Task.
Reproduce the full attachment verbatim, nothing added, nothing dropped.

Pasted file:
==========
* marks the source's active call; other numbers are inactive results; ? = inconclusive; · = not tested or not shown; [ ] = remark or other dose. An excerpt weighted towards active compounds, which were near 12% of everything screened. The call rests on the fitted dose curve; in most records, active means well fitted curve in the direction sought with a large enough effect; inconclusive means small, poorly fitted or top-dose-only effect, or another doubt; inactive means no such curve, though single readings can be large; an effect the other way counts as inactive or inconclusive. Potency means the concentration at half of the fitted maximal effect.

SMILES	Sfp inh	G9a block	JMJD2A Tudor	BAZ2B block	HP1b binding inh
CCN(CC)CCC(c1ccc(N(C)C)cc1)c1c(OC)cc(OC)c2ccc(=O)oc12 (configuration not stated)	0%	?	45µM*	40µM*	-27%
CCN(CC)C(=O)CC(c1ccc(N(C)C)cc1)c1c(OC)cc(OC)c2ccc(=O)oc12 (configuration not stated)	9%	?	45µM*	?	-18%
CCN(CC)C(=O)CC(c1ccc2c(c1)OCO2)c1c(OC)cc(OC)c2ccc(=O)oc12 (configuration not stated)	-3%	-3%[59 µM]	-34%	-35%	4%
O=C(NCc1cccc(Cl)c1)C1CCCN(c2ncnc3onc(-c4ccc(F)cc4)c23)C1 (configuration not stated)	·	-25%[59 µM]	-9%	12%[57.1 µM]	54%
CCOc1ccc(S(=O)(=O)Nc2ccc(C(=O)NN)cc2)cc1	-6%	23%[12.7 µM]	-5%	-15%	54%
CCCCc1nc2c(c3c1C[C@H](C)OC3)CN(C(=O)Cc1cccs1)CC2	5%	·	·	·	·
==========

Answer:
* marks the source's active call; other numbers are inactive results; ? = inconclusive; · = not tested or not shown; [ ] = remark or other dose. An excerpt weighted towards active compounds, which were near 12% of everything screened. The call rests on the fitted dose curve; in most records, active means well fitted curve in the direction sought with a large enough effect; inconclusive means small, poorly fitted or top-dose-only effect, or another doubt; inactive means no such curve, though single readings can be large; an effect the other way counts as inactive or inconclusive. Potency means the concentration at half of the fitted maximal effect.

SMILES	Sfp inh	G9a block	JMJD2A Tudor	BAZ2B block	HP1b binding inh
CCN(CC)CCC(c1ccc(N(C)C)cc1)c1c(OC)cc(OC)c2ccc(=O)oc12 (configuration not stated)	0%	?	45µM*	40µM*	-27%
CCN(CC)C(=O)CC(c1ccc(N(C)C)cc1)c1c(OC)cc(OC)c2ccc(=O)oc12 (configuration not stated)	9%	?	45µM*	?	-18%
CCN(CC)C(=O)CC(c1ccc2c(c1)OCO2)c1c(OC)cc(OC)c2ccc(=O)oc12 (configuration not stated)	-3%	-3%[59 µM]	-34%	-35%	4%
O=C(NCc1cccc(Cl)c1)C1CCCN(c2ncnc3onc(-c4ccc(F)cc4)c23)C1 (configuration not stated)	·	-25%[59 µM]	-9%	12%[57.1 µM]	54%
CCOc1ccc(S(=O)(=O)Nc2ccc(C(=O)NN)cc2)cc1	-6%	23%[12.7 µM]	-5%	-15%	54%
CCCCc1nc2c(c3c1C[C@H](C)OC3)CN(C(=O)Cc1cccs1)CC2	5%	·	·	·	·